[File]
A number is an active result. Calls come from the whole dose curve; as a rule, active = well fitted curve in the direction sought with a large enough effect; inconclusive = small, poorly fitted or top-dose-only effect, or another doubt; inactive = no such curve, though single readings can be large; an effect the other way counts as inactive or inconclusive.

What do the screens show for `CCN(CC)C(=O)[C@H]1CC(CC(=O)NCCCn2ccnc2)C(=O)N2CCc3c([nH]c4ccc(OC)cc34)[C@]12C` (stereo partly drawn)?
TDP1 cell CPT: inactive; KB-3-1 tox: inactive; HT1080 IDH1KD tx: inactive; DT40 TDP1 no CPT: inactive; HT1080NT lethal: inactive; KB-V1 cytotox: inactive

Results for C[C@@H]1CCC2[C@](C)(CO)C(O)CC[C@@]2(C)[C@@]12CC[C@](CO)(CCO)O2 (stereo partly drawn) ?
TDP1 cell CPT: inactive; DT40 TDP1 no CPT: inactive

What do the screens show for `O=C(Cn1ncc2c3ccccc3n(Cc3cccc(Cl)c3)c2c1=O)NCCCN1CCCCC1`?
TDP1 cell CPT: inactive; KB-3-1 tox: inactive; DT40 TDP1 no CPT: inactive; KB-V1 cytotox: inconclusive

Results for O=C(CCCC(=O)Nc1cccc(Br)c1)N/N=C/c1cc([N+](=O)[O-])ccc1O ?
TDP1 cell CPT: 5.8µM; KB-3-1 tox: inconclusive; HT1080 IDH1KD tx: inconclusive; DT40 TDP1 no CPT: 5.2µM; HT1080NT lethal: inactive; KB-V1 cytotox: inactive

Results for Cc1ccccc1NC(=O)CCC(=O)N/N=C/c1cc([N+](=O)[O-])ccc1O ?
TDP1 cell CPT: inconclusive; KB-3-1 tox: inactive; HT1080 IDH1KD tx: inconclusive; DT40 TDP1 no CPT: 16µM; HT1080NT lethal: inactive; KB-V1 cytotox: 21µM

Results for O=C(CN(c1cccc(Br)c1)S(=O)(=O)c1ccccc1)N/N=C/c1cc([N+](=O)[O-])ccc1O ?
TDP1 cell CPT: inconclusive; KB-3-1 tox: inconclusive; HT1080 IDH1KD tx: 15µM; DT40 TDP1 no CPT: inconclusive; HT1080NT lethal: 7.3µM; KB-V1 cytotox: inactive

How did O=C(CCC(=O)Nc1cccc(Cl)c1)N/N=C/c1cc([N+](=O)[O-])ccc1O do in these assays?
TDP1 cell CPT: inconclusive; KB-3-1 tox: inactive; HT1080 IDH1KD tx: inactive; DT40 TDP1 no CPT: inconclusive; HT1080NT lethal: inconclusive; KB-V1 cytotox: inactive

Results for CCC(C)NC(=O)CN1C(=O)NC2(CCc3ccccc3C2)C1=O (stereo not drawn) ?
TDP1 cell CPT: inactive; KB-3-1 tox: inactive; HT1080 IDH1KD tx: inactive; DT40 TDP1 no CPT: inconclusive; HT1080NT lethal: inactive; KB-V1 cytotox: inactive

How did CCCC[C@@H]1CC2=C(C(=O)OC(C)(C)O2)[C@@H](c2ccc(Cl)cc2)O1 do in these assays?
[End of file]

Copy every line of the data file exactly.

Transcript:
A number is an active result. Calls come from the whole dose curve; as a rule, active = well fitted curve in the direction sought with a large enough effect; inconclusive = small, poorly fitted or top-dose-only effect, or another doubt; inactive = no such curve, though single readings can be large; an effect the other way counts as inactive or inconclusive.

What do the screens show for `CCN(CC)C(=O)[C@H]1CC(CC(=O)NCCCn2ccnc2)C(=O)N2CCc3c([nH]c4ccc(OC)cc34)[C@]12C` (stereo partly drawn)?
TDP1 cell CPT: inactive; KB-3-1 tox: inactive; HT1080 IDH1KD tx: inactive; DT40 TDP1 no CPT: inactive; HT1080NT lethal: inactive; KB-V1 cytotox: inactive

Results for C[C@@H]1CCC2[C@](C)(CO)C(O)CC[C@@]2(C)[C@@]12CC[C@](CO)(CCO)O2 (stereo partly drawn) ?
TDP1 cell CPT: inactive; DT40 TDP1 no CPT: inactive

What do the screens show for `O=C(Cn1ncc2c3ccccc3n(Cc3cccc(Cl)c3)c2c1=O)NCCCN1CCCCC1`?
TDP1 cell CPT: inactive; KB-3-1 tox: inactive; DT40 TDP1 no CPT: inactive; KB-V1 cytotox: inconclusive

Results for O=C(CCCC(=O)Nc1cccc(Br)c1)N/N=C/c1cc([N+](=O)[O-])ccc1O ?
TDP1 cell CPT: 5.8µM; KB-3-1 tox: inconclusive; HT1080 IDH1KD tx: inconclusive; DT40 TDP1 no CPT: 5.2µM; HT1080NT lethal: inactive; KB-V1 cytotox: inactive

Results for Cc1ccccc1NC(=O)CCC(=O)N/N=C/c1cc([N+](=O)[O-])ccc1O ?
TDP1 cell CPT: inconclusive; KB-3-1 tox: inactive; HT1080 IDH1KD tx: inconclusive; DT40 TDP1 no CPT: 16µM; HT1080NT lethal: inactive; KB-V1 cytotox: 21µM

Results for O=C(CN(c1cccc(Br)c1)S(=O)(=O)c1ccccc1)N/N=C/c1cc([N+](=O)[O-])ccc1O ?
TDP1 cell CPT: inconclusive; KB-3-1 tox: inconclusive; HT1080 IDH1KD tx: 15µM; DT40 TDP1 no CPT: inconclusive; HT1080NT lethal: 7.3µM; KB-V1 cytotox: inactive

How did O=C(CCC(=O)Nc1cccc(Cl)c1)N/N=C/c1cc([N+](=O)[O-])ccc1O do in these assays?
TDP1 cell CPT: inconclusive; KB-3-1 tox: inactive; HT1080 IDH1KD tx: inactive; DT40 TDP1 no CPT: inconclusive; HT1080NT lethal: inconclusive; KB-V1 cytotox: inactive

Results for CCC(C)NC(=O)CN1C(=O)NC2(CCc3ccccc3C2)C1=O (stereo not drawn) ?
TDP1 cell CPT: inactive; KB-3-1 tox: inactive; HT1080 IDH1KD tx: inactive; DT40 TDP1 no CPT: inconclusive; HT1080NT lethal: inactive; KB-V1 cytotox: inactive

How did CCCC[C@@H]1CC2=C(C(=O)OC(C)(C)O2)[C@@H](c2ccc(Cl)cc2)O1 do in these assays?